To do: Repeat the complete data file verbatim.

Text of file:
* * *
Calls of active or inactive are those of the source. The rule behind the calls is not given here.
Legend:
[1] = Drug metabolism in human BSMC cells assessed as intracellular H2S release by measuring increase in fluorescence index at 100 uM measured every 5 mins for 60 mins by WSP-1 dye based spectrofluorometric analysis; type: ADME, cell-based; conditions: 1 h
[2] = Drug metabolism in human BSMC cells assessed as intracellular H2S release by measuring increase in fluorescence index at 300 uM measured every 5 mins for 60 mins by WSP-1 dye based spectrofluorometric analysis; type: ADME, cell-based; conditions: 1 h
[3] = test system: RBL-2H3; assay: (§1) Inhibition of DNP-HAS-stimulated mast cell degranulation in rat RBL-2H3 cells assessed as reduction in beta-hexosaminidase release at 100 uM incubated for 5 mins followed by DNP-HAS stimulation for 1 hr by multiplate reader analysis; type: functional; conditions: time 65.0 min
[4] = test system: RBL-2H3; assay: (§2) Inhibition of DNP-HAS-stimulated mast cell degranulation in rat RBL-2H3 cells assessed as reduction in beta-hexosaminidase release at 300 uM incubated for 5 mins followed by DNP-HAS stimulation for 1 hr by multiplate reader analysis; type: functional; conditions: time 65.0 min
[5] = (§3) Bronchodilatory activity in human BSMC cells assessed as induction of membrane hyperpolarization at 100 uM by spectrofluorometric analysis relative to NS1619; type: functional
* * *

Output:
Calls of active or inactive are those of the source. The rule behind the calls is not given here.
Legend:
[1] = Drug metabolism in human BSMC cells assessed as intracellular H2S release by measuring increase in fluorescence index at 100 uM measured every 5 mins for 60 mins by WSP-1 dye based spectrofluorometric analysis; type: ADME, cell-based; conditions: 1 h
[2] = Drug metabolism in human BSMC cells assessed as intracellular H2S release by measuring increase in fluorescence index at 300 uM measured every 5 mins for 60 mins by WSP-1 dye based spectrofluorometric analysis; type: ADME, cell-based; conditions: 1 h
[3] = test system: RBL-2H3; assay: (§1) Inhibition of DNP-HAS-stimulated mast cell degranulation in rat RBL-2H3 cells assessed as reduction in beta-hexosaminidase release at 100 uM incubated for 5 mins followed by DNP-HAS stimulation for 1 hr by multiplate reader analysis; type: functional; conditions: time 65.0 min
[4] = test system: RBL-2H3; assay: (§2) Inhibition of DNP-HAS-stimulated mast cell degranulation in rat RBL-2H3 cells assessed as reduction in beta-hexosaminidase release at 300 uM incubated for 5 mins followed by DNP-HAS stimulation for 1 hr by multiplate reader analysis; type: functional; conditions: time 65.0 min
[5] = (§3) Bronchodilatory activity in human BSMC cells assessed as induction of membrane hyperpolarization at 100 uM by spectrofluorometric analysis relative to NS1619; type: functional